Just over 45% of the self-employed have no private pension wealth and the self-employed lag behind employees in all the income ranges of such wealth, from those with private pensions worth less than £25,000 to those that have pensions worth more than £500,000. If we look at financial wealth there is little difference between the two groups in the 35 to 54 age group, although 19.4% of the self-employed fall into the £100,000 and over range while only 12.2% of employees do so.

So even if we took, as a crude estimate, the top 20% of the self-employed as owning significant wealth, wealth that is however not enough to save them from working – as we have seen many still do so after retirement, we are talking about roughly 20% of 4.8m, which is nearly 1 million.

If we repeat the exercise of adding one additional family member, which may be on the low side, we get 2 million people.  If we add the number of small and medium businesses that actually employ people, and also add one family member to each, we get 2.7 million people.  In other words, this method of estimating the petty bourgeoisie gives us a total of 4.7 million, not 11.4.  If we round this figure up to 5 million (this is hardly a scientific exercise anyway) we get a percentage of 7.6% of the UK population. Even if we made a crude estimate to work out this group as a proportion of the adult population, the percentage would be something like 10% of the total population. By no means insignificant but less impressive when we consider the tiny fraction of the population that can be considered as consisting of the capitalist class and the vast majority who can be considered as the working class.

The point of this exercise is only to show that this approach to trying to show the power of a new petty bourgeoisie is faulty.  For example, many of the self-employed are construction workers enticed into such status through tax incentives, while many are described as ‘dependent self-employed’, who have none of the advantages of workers’ rights such as employment protection, holiday and sickness entitlements.  In these ways they are exploited more than many employed workers.

Of course, there are self-employed finance consultants, some making do after redundancy from the City; and others are IT consultants, journalists, engineers, accountants etc.  We have seen that many earn less than ordinary employees and could be more accurately classified as such.  The self-employed include in their ranks taxi drivers, plumbers, hairdressers, lorry drivers, musicians and other artists, as well as a host of others.  Legal definition should not get in the way of class analysis.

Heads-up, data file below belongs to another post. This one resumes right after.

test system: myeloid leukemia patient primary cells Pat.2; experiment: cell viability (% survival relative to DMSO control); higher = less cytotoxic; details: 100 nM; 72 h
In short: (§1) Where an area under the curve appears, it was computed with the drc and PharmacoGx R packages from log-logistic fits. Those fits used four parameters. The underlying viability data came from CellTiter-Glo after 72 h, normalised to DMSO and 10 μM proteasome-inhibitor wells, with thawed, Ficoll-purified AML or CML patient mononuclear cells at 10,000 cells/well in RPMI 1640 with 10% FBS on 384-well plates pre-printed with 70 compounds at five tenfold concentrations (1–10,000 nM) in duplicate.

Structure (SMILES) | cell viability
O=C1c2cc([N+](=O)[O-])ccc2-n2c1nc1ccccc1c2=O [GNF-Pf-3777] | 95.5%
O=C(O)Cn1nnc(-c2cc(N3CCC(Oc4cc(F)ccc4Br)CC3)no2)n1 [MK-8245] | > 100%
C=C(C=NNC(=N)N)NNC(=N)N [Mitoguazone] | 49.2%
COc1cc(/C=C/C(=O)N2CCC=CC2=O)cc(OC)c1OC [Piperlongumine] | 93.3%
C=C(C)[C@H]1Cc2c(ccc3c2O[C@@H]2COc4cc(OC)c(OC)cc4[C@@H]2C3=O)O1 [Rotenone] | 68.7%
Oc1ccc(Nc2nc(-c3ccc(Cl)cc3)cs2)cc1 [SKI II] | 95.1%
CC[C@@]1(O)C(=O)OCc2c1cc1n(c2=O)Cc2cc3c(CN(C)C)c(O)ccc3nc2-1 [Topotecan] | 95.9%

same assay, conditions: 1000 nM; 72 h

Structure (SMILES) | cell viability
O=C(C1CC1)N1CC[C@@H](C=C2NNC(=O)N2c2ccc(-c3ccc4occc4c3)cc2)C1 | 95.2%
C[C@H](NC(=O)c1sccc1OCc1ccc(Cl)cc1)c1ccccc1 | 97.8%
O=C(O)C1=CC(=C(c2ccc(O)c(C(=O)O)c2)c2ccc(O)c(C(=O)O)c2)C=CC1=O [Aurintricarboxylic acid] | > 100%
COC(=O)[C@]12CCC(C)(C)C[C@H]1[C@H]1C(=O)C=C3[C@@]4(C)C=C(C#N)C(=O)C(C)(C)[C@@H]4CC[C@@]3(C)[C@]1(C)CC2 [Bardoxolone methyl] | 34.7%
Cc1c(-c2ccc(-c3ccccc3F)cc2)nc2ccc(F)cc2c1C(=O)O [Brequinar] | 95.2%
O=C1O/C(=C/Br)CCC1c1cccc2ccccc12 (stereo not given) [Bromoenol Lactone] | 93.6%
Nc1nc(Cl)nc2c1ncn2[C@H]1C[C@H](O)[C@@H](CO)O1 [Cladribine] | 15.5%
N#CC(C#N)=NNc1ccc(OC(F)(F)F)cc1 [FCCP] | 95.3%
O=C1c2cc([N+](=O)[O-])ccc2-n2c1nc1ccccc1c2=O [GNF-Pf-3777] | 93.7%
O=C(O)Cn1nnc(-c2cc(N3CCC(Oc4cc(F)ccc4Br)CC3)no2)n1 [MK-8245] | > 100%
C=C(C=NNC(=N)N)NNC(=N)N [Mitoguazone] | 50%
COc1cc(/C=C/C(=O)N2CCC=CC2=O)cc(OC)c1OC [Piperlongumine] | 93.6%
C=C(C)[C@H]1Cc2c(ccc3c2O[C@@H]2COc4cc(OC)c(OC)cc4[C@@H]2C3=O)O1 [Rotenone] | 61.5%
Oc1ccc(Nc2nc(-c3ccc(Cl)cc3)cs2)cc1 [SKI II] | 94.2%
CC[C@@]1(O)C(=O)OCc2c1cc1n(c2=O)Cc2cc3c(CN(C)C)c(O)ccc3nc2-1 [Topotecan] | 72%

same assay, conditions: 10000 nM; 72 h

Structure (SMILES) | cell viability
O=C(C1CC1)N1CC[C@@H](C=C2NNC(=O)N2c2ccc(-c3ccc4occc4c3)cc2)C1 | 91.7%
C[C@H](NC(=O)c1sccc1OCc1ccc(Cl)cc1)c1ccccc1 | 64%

3. Belfast Plebian makes reference to the idea that the petty bourgeoisie “lived off a surplus extracted from the manual proletariat.”  So far as Marx was concerned the distribution of surplus value involved the payment of state employees out of the surplus created by workers in the productive sector of the economy through taxation.  By productive sector we mean productive of surplus value.  In this case cleaners in the NHS, civil servants in offices and teachers in schools are all paid from surplus value created by other workers.

Most people would understand these people as part of the working class, and they would be right. Irrespective of legal definition, this is also true of many self-employed workers.

Productive workers (productive of surplus value) are not by that account exploited by these workers, since the latter are paid a wage, not out of capital but out of taxation of surplus value.  Their labour is not exploited but the productive labour from which their wages originate is exploited by capital, which is taxed.  They are paid a wage that generally represents a value equal to their labour power, which may be less than the value that their labour time worked might otherwise produce in the productive sector.

Those self-employed, or highly paid state employees, or even more highly paid managers of capitalist enterprises, may be paid a salary that is so high it would not involve any exploitation, where they productive workers.  That is, their salary would cover not only the value of their labour power, the assumed value created by their necessary labour that corresponds to a normal wage, but also any potential surplus value that they could create, that normally would be appropriated by the capitalist as profit.

It should be recognised that many workers described as middle managers or even senior managers are not in any real sense allied to capital in the suppression of their fellow workers, in their assurance of the social reproduction of the capitalist system.  In the state sector in the NHS for example, you can be a ‘senior manager’ but have little control over the organisation you work for, and such control as you have is simply supervision of more junior staff, and if you’re lucky, some minor control over your own work.